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Opposite Sides Of Border Closure: Laredo, Texas, Nuevo Laredo, Mexico

STEVE INSKEEP, HOST:

Two Defense Department officials have told NPR the Pentagon is sending additional troops to the southern border and making plans to do the same for the northern border. This comes after the Trump administration closed the borders with both Mexico and Canada. So what is life like on the southern border now? NPR's John Burnett reports.

JOHN BURNETT, BYLINE: As I walk out on the streets of Laredo, they're deserted. For decades, the downtown retail district has been geared to Mexican shoppers coming across the bridge from Nuevo Laredo. But today, stores like Cindy's Electronics, Classic Perfumes (ph) and Casa Raul Mens’ Clothes are shuttered.

NATIVIDAD DOMINGUEZ: (Speaking Spanish).

BURNETT: Natividad Dominguez (ph) sells empanadas, turnovers and doughnuts at Pano's Bakery. She says sales are down as much as 90% because all their business from across the river is dead. In the long history of these twin frontier cities, there's never been anything like the coronavirus border shutdown - never, not even after 9/11, as the U.S. government closed its 7,500 miles of border with Mexico and Canada.

Former Border Patrol Chief Ron Vitiello has spent 33 years protecting the nation's borders. In that time, they closed individual ports of entry because of floods, protests and unruly migrants. And in those limited areas, local communities suffered.

RON VITIELLO: But nothing on the scale of what we're seeing now. In my experience, when the borders close, it is going to be difficult for the region. The communities along the border are interdependent as it relates to culture, trade and just how business is conducted.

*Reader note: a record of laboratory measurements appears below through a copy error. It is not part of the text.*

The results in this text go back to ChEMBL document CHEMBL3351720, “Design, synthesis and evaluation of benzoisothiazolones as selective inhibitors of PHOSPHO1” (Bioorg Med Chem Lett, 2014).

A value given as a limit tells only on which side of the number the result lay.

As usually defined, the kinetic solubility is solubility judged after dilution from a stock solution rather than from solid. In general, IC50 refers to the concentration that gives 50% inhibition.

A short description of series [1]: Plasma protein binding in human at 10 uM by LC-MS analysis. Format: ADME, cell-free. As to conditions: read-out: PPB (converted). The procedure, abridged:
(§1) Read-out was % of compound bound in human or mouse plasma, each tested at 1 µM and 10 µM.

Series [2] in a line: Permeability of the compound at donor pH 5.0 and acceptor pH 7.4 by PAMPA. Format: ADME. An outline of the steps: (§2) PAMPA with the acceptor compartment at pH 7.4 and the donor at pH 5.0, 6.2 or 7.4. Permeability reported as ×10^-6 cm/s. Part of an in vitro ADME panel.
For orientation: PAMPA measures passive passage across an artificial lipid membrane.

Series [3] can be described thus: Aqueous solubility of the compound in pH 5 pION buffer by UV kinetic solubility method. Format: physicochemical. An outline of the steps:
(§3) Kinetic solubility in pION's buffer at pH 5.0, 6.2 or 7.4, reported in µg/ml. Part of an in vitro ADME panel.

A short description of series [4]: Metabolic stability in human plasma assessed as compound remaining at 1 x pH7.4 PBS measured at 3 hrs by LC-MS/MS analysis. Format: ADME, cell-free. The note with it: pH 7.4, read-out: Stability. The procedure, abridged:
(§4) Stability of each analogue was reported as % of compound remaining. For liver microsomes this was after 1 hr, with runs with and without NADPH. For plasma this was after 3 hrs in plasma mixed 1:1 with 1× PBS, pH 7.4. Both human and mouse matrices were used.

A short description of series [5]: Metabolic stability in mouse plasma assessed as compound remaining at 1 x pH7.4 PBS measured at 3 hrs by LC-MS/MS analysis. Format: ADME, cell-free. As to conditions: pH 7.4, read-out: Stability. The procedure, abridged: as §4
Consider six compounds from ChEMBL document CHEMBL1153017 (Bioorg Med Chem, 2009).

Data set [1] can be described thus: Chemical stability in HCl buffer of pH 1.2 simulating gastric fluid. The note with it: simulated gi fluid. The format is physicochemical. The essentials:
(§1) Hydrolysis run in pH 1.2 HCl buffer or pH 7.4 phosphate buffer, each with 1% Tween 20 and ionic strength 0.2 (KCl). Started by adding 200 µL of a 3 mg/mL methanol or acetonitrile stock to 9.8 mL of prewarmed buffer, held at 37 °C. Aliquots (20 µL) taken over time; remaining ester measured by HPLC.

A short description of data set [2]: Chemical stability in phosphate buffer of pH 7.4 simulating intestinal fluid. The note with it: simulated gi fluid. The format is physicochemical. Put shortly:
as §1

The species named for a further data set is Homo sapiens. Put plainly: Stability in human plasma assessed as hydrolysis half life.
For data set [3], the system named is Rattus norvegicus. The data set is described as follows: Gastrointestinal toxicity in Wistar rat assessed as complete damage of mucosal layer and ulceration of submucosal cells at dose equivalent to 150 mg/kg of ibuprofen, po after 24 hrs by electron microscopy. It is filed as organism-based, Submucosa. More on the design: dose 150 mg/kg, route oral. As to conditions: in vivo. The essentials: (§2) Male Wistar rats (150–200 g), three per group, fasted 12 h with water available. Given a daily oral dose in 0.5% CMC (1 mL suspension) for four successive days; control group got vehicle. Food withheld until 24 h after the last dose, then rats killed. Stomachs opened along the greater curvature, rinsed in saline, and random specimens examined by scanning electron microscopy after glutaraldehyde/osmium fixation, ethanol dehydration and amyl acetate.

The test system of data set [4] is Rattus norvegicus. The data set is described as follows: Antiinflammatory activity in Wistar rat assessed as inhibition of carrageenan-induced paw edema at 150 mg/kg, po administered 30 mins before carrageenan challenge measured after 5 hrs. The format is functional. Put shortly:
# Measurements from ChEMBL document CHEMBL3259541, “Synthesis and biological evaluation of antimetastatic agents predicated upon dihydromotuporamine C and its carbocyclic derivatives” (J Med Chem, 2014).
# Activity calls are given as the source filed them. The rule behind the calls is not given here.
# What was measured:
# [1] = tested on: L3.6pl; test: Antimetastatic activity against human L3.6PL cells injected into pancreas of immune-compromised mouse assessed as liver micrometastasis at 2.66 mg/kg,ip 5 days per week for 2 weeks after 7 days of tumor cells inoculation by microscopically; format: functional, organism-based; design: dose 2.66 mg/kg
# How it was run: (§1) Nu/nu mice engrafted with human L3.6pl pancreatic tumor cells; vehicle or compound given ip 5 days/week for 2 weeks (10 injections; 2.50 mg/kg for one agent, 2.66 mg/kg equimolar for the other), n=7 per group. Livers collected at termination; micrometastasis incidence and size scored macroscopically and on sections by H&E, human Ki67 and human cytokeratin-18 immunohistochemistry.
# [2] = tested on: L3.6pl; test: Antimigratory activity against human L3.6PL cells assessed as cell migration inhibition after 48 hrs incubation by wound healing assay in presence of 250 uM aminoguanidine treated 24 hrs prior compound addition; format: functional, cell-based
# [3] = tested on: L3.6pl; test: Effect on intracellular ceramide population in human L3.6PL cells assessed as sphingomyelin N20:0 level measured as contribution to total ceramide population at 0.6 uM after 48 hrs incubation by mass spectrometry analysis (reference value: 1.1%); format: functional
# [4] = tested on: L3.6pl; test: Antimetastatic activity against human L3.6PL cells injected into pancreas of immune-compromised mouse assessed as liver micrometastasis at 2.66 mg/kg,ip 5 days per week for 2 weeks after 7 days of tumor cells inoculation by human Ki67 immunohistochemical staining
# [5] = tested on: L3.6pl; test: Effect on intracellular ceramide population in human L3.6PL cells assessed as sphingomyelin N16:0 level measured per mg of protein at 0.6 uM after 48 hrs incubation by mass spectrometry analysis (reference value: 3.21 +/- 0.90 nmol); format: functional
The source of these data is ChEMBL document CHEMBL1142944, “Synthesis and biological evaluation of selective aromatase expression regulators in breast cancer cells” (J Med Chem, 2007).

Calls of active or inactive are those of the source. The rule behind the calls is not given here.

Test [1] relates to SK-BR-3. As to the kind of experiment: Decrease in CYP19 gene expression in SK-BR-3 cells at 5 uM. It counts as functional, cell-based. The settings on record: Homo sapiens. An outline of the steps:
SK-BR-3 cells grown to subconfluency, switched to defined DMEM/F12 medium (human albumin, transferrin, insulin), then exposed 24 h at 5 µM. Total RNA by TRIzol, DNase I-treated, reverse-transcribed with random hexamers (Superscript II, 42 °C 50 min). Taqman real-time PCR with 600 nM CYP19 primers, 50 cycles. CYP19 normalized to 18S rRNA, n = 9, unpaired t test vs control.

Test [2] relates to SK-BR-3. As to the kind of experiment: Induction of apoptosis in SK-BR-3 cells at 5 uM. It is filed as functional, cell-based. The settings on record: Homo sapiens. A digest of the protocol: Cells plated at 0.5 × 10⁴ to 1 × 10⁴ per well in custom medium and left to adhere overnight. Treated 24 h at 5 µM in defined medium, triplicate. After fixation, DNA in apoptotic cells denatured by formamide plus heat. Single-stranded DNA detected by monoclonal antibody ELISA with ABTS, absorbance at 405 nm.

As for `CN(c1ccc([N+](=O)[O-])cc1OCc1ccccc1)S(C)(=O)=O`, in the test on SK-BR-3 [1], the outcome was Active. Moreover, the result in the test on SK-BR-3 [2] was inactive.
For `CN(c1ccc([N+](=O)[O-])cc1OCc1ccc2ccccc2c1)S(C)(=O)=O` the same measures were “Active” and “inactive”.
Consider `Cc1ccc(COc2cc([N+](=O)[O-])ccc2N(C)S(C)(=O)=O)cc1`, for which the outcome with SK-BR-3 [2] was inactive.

BURNETT: This week, Mexican protesters in Nogales blocked the border crossing with Arizona and held up signs reading, stay at home. They demanded their government screen all Americans heading south. But on the morning I crossed into Nuevo Laredo, a Mexican health official had me sign a list of everyone entering the country. Then he cheerfully waved me in.

UNIDENTIFIED PERSON: (Speaking Spanish).

BURNETT: (Speaking Spanish).

UNIDENTIFIED PERSON: (Speaking Spanish).

BURNETT: At this border crossing, they're letting anyone in. People are all over the streets in Nuevo Laredo. Life goes on without the strict rules limiting social contact that have been imposed in Texas. Father Antonio Llano (ph), a retired Catholic priest, can't believe what the bridge looks like.

ANTONIO LLANO: There's no people. Before, there were lines and lines and lines. Now it's empty. I mean, that is going to be a disaster for both sides.

BURNETT: On a normal day, about 10,000 people cross the Gateway to the Americas Bridge from Nuevo Laredo into Laredo. On this day, it's barely a trickle. The border shutdown blocks shoppers, visitors, tourists and asylum-seekers. Only students, essential workers and freight haulers can still cross. Trade continues to flow.

Eighty-five hundred tractor trailers rumble north through Laredo every day, making it the nation's No. 1 commercial port. But Mexican business owners like Alma Gonzalez (ph) cannot cross into Texas. She owns a shop in Nuevo Laredo that makes health shakes.

ALMA GONZALEZ: (Through interpreter) We get gas over there. We buy our clothes. I get supplies for my shop, like bottled water. So this is affecting all of us.

BURNETT: Currently, there are no cases of the sickness in Nuevo Laredo, though there is concern that Mexican authorities are undercounting coronavirus throughout their territory. And people are on edge.

(SOUNDBITE OF ARCHIVED RECORDING)

UNIDENTIFIED PERSON: (Speaking Spanish).

BURNETT: Meanwhile, on a taxi driver's radio, a huckster with a soothing voice is selling supernatural solace.

(SOUNDBITE OF ARCHIVED RECORDING)

UNIDENTIFIED PERSON: (Speaking Spanish).

BURNETT: By placing the prayer cloth against the head and heart, she says it will ease your fears over the coming of coronavirus. John Burnett, NPR News, Laredo. Transcript provided by NPR, Copyright NPR.